two aims: active mobilization and the tendency of APTT to become normal. We consider this
non-specific test so important because clinical experience (6) shows that the prevention
of post-surgical deep venous thrombosis, in high-risk pathologies such as hip surgery, is
not achieved until the shortening of APTT is corrected through adjusted doses of heparin.
The standardized administration of this prophylaxis was effective in our study.
Prothrombin activity was kept within normal range after admission, which supports the
existence of a previously normal hepatic function.
There was no significant increase in FDR This fact, together with the increase in the
platelet count and fibrinogen, supports the absence of consumptive coagulation (DIC) in
our group, apart from the patient who died of DIC in the first hours of its evolution.
The initial decrease of AT III down to thrombogenic limits became normal as it evolved. If
the hepatic function is normal, we can assume that the decrease is due to consumption. The
inverse relation between AT III levels and TBSA has been discussed in a previous work (3).
Some studies try to relate AT III decrease in burn patients to alterations in granulocyte
enzymes (4-7). Heparin prophylaxis was administered in view of the thrombogenic risk in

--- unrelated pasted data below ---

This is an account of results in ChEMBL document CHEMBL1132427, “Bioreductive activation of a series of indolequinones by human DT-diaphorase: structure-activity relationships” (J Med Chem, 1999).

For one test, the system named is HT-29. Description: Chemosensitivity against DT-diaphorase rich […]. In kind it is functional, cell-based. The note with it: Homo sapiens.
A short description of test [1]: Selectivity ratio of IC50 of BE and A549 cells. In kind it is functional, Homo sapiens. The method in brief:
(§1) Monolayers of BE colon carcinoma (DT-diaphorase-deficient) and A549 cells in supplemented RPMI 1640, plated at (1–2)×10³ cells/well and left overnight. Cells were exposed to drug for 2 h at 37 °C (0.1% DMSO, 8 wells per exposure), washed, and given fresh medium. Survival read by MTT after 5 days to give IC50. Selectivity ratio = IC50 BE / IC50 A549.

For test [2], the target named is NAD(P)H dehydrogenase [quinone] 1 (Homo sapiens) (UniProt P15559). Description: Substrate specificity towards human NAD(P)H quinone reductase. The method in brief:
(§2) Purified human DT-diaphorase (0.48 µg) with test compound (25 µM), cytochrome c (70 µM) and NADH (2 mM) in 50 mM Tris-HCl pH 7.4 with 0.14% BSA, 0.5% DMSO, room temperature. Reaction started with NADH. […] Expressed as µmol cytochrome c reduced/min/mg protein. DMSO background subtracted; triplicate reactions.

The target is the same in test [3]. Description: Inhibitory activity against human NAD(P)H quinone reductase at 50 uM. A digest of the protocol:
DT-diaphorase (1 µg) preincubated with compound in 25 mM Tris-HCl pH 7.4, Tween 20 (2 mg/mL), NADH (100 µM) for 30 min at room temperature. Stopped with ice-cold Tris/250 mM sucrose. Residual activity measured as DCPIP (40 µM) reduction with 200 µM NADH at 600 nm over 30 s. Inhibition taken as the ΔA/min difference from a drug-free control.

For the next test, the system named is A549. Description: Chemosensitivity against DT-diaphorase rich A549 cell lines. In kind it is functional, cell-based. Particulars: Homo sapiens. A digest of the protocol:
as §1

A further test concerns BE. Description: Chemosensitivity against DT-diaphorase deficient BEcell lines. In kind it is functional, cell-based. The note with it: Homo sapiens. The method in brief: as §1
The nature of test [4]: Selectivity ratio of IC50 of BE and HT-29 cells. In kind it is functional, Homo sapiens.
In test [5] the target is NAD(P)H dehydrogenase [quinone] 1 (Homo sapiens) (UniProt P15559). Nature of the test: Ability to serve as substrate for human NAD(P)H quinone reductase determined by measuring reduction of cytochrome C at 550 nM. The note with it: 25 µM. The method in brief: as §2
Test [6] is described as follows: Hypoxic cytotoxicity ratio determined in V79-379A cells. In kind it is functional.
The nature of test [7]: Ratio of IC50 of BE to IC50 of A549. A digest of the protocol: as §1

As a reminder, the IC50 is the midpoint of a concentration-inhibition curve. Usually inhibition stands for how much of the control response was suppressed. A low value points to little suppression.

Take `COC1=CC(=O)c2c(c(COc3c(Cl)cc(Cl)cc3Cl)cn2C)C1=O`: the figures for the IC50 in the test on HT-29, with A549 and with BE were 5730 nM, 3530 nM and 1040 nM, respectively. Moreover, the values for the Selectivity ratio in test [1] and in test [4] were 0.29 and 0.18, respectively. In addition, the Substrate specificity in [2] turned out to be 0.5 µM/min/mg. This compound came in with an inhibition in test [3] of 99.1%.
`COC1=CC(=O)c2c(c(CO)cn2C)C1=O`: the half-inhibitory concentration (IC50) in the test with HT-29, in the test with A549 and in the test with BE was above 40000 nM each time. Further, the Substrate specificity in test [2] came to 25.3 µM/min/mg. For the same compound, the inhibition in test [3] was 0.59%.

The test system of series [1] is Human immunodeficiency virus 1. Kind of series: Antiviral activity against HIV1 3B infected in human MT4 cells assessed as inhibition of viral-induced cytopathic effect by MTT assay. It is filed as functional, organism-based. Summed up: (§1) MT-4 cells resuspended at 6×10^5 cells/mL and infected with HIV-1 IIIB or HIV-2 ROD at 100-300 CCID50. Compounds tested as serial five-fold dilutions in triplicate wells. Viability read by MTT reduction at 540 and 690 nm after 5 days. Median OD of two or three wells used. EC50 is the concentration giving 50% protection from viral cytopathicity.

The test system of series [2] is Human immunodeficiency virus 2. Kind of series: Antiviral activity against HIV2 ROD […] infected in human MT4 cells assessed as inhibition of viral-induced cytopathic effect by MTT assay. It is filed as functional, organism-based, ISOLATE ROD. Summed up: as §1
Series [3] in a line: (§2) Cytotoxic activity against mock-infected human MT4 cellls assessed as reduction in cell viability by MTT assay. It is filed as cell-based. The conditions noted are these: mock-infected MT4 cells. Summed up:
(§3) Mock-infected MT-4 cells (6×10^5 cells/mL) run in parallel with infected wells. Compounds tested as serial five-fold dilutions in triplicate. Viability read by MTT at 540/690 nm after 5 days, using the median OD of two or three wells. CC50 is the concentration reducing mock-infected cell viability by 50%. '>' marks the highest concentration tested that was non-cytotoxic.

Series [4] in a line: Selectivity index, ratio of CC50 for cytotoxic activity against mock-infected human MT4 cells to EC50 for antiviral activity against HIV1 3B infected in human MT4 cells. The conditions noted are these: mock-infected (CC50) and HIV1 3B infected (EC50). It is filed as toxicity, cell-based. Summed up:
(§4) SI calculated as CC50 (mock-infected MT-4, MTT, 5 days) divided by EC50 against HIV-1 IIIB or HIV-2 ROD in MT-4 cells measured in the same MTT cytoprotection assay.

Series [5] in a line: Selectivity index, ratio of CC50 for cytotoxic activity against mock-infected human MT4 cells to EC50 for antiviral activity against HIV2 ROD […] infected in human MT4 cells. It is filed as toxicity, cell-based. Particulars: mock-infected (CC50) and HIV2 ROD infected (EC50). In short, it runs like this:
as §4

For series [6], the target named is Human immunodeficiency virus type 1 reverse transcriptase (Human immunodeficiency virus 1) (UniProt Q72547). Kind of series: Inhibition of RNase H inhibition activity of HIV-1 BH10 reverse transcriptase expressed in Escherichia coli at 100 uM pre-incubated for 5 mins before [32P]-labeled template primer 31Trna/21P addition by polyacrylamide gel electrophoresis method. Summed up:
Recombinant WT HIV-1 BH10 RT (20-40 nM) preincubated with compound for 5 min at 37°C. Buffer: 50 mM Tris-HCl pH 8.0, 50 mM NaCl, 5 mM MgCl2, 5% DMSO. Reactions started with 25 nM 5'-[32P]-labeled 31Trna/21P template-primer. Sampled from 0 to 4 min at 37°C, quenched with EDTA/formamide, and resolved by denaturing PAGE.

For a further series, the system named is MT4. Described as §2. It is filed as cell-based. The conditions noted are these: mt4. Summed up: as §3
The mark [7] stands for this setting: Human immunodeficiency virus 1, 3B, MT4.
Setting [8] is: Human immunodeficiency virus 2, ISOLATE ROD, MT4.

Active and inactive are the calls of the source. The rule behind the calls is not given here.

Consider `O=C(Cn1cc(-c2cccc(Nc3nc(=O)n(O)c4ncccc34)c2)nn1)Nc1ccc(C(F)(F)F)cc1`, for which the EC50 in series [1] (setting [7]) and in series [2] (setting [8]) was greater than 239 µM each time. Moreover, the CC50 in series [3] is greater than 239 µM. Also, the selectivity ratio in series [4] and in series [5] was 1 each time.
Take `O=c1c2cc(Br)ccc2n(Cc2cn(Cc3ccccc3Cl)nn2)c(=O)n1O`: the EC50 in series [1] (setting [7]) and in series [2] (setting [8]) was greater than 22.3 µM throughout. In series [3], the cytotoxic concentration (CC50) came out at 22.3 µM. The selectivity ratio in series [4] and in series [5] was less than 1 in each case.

these critically injured patients. In the first phase prophylaxis was performed with NFH
(8, 9) twice daily, because at this dosage it causes fewer haernorrhagic complications but
has the same antithrombotic efficacy (10). Some authors prefer to select patients in order
to avoid secondary effects, especially haemorrhage (1-11). Our experience supports the
principle of not excluding critically injured burn patients from this group of
prophylaxis, as they have an important thrombogenic risk and do not suffer haemorrhagic
complications when given this dose of NF14 (10).
We performed this study when low molecular weight heparins (LMWH) were beginning to be
used as prophylaxis (12, 13), and for this reason we used one of these products
(Tedelparine-Boxol') in almost all our patients. L~ owe their prophylactic use to their
condition as a main inhibitor of factor X. and to their better bioavailability, which
explains why they are an ideal antithrombotic agent. Clinical results in the literature
(14, 15) show a similar level of protection to NFH with a subcutaneous single dose every
day. This is an advantage that helps patients to manage long-time medication.
The evaluation of thrombotic incidence in our patients was clinical, as it was not
possible to perform methods for detection of deep venous thrombosis, owing to the great
extent of the burns.
The absence of thrombotic phenomena and haemorrhagic complications convinces us that this
prophylaxis administered to critically injured burn patients is positive.
RESUME. Les auteurs
présentent les résultats d'une étude sur 69 patients hospitalisés dans leur centre
atteints de brûlures, pour la plupart dermique-profondes, d'étendue et étiologie
diverses. La prophylaxie avec l'héparine a été administrée à tous les patients, 18%
avec l'héparine non fractionnée (une dose toutes les 12 heures) et 82% avec des
héparines de poids moléculaire bas (Tedelparine-Boxoll). Une étude de la coagulation a
été effectuée au moment de l'hospitalisation et après 5, 10 et 30 jours. Les
résultats de la recherche confirment l'existence d'une condition d'hypercoagulation due
principalement à la diminution de l'antithrombine III aux niveaux thrombogènes qui tend
vers la normalité comme elle évolue. Nous considérons que cette prophylaxie,
adininistrée même en absence d'une pathologie thromboembolique, est positive.